Among 55 people in the study who said they were on gluten-free diets, 53 tested negative for celiac disease. That led researchers to estimate that 96% of people on gluten-free diets may not need to be on them.

While experts say it's not necessarily dangerous to eat gluten-free -- many people who try it find they eat more fresh fruits and vegetables and less junk food, for example -- it's not recommended to self-test with a gluten-free diet. You should check with a health care provider first.

"If you suspect you have some intolerance to gluten, it's VERY important that you get tested for celiac disease to confirm or rule out a diagnosis," says Rachel Begun, RD, a dietitian who specializes in celiac disease and is also a spokeswoman for the Academy of Nutrition and Dietetics.

Begun says people who try gluten-free diets on their own may also miss out on key nutrients, like iron and B vitamins. And a new study suggests that going gluten free may actually raise your risk for type 2 diabetes. The gluten-free diet, meant for a small population of people who have celiac disease or a gluten intolerance, became popular despite lack of evidence that it was healthy for most people.

According to Dr. Geng Zong from the Harvard University Department of Nutrition T.H. Chan School of Public Health, gluten free foods are often less nutritious because they lack dietary fiber as well as vitamins and minerals. They also tend to be more expensive. His study looked at the health effects of a gluten free diet on subjects that did not medically need to follow one. In a long term longitudinal study scientists observed that most subjects consumed 12 grams of gluten or less per day. In those that consumed higher amounts of gluten the risk of type 2 diabetes over a 30 year span was lower. Cereal fiber intake was lower in subjects on a gluten free diet, which is important to note as it is a protective component for the development of type 2 diabetes. After accounting for the effect of cereal fiber those in the highest 20% of gluten ingestion experienced a 13% lower risk of diabetes development than those with the lowest intake of gluten.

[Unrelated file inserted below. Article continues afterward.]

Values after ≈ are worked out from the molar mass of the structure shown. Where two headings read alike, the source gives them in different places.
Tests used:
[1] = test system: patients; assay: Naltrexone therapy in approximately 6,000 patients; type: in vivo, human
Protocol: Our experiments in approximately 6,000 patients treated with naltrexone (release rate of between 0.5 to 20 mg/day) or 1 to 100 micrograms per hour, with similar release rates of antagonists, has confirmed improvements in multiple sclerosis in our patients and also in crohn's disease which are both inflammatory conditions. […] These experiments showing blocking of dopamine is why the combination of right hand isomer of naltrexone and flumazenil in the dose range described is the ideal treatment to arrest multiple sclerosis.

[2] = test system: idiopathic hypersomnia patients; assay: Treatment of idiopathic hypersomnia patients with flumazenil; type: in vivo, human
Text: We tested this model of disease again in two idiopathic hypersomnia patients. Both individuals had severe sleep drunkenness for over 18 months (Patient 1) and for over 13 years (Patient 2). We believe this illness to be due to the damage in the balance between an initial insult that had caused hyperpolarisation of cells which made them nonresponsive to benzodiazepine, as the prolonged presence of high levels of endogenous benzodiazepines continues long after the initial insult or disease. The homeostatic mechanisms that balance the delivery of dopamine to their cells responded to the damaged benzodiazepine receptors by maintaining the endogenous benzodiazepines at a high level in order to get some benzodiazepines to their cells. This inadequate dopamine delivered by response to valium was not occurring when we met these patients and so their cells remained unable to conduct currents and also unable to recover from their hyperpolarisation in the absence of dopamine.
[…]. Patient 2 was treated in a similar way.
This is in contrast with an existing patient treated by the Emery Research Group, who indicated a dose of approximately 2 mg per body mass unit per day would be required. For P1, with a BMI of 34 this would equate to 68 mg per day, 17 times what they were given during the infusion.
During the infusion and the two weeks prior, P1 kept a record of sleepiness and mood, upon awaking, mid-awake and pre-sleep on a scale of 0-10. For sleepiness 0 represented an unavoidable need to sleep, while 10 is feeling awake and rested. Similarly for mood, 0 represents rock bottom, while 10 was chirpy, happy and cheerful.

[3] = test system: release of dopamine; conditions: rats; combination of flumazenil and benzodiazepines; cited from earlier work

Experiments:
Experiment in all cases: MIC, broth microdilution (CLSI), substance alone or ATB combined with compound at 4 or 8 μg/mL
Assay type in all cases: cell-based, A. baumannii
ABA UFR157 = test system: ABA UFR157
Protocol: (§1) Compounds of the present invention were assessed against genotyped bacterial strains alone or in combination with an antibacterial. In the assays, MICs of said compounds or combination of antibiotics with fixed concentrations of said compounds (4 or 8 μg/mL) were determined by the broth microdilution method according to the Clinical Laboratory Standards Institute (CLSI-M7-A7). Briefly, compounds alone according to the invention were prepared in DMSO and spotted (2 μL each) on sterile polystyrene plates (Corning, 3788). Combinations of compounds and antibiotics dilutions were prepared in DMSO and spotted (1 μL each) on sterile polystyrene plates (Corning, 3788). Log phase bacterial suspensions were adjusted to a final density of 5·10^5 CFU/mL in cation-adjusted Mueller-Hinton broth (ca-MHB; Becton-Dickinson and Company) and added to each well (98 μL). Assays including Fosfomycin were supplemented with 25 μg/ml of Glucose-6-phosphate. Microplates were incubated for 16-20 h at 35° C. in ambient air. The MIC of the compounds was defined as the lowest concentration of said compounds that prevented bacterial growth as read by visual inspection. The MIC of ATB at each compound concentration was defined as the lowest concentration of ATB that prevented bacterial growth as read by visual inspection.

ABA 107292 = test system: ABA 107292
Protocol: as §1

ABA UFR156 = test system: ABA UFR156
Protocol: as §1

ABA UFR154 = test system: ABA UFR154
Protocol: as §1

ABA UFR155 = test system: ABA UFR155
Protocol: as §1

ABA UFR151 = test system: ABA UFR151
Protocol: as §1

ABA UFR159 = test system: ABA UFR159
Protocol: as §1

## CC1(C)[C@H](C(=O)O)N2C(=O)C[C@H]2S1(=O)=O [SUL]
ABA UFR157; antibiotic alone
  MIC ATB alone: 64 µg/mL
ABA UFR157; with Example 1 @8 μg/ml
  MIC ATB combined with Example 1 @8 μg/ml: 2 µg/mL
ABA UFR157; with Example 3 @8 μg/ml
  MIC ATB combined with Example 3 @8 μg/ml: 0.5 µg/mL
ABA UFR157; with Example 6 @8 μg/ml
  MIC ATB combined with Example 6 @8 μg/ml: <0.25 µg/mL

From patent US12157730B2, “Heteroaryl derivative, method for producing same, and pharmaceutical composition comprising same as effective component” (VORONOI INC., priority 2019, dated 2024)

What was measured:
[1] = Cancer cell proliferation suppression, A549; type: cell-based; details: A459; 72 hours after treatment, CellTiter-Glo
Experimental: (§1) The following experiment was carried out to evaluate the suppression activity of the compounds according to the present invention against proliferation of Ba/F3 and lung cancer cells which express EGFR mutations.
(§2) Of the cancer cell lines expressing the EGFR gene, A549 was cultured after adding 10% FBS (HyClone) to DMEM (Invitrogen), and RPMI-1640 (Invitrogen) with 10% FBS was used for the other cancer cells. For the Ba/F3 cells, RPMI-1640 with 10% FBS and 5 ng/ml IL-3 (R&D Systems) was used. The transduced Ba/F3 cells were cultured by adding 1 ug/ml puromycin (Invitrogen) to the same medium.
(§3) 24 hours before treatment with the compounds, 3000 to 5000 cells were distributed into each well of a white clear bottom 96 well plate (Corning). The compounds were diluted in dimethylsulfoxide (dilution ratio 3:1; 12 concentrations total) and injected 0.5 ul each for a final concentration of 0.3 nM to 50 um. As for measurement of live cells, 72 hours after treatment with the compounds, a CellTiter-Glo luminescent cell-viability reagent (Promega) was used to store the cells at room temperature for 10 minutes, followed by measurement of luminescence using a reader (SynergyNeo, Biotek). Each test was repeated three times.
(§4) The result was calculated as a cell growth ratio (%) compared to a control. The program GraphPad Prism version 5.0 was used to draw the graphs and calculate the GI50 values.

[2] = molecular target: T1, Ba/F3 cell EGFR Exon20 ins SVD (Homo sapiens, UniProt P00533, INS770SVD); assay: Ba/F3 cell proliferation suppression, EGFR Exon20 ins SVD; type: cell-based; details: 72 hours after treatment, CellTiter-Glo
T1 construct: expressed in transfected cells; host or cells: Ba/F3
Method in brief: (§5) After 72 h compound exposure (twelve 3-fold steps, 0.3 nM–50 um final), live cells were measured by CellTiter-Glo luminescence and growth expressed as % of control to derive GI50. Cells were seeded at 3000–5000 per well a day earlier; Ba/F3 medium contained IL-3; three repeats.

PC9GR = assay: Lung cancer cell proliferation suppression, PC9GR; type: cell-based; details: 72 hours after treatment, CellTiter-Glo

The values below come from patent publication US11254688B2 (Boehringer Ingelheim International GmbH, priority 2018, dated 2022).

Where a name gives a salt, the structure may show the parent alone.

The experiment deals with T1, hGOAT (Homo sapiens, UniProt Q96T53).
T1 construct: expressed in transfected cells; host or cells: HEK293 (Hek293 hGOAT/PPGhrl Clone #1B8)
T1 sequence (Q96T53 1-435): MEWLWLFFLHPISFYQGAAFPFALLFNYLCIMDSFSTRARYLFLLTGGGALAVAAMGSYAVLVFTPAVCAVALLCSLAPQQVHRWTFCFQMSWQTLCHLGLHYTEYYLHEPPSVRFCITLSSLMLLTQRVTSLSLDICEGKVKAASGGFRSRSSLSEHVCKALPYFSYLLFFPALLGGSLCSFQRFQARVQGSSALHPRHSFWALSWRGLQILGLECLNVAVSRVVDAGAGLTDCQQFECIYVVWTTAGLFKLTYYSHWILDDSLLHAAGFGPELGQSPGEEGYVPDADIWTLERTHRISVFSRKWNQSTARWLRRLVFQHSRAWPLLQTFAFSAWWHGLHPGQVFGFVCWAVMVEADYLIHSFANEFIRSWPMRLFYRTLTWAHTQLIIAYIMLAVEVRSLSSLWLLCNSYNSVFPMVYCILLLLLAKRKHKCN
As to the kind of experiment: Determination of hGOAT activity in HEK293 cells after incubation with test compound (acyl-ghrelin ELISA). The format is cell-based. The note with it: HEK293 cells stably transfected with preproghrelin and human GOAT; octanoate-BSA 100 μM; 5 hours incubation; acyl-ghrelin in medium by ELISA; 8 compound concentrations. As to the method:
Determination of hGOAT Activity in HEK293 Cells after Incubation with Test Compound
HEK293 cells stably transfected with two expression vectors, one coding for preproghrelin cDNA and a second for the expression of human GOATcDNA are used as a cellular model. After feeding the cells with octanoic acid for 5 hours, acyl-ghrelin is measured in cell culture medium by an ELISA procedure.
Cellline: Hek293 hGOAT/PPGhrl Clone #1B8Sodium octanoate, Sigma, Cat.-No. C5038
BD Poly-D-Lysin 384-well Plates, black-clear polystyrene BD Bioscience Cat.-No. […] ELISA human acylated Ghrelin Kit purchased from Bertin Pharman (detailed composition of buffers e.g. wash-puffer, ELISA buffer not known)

The bottom line is that if you don’t need a gluten free diet don’t follow it. Include gluten-containing high fiber whole grains in your diet daily. The Dietary Guidelines for Americans advise 20-25 grams of dietary fiber daily for women and 35-38 grams of dietary fiber for men. Below is a list of whole grains and their fiber content:

  • Barley (1/2 cup cooked): 3.1 grams
  • Bran cereal (3/4 cup): 5.9 grams
  • Brown rice (1/2 cup cooked): 2 grams
  • Oatmeal (1/2 cup cooked): 4.1 grams
  • Rye bread (1 slice): 1.5 grams
  • Quinoa (1/2 cup cooked): 2.75 grams
  • Whole wheat bread (1 slice): 3 grams
  • Whole grain pasta (1/2 cup cooked): 5-6 grams

Sources:

Andrews, Lisa C. “Can a Lack of Gluten Raise Your Diabetes Risk?” UP4Nutrition, 20 July 2017, up4nutrition.com/2017/07/20/can-a-lack-of-gluten-raise-your-diabetes-risk/.

Ansel, Karen. “Does My Child Need a Gluten Free Diet?” Www.eatright.org, American Academy of Nutrition and Dietetics, 21 Jan. 2014, www.eatright.org/resource/food/nutrition/vegetarian-and-special-diets/does-my-child-need-a-gluten-free-diet.

Doheny, Kathleen. “What's Behind the Gluten-Free Trend?” WebMD, WebMD, www.webmd.com/digestive-disorders/celiac-disease/news/20160916/whats-behind-gluten-free-trend#1.

“Celiac Disease.” National Institute of Diabetes and Digestive and Kidney Diseases, U.S. Department of Health and Human Services, www.niddk.nih.gov/health-information/digestive-diseases/celiac-disease.

“Going Gluten Free?” National Institutes of Health, U.S. Department of Health and Human Services, 19 July 2017, newsinhealth.nih.gov/2016/05/going-gluten-free.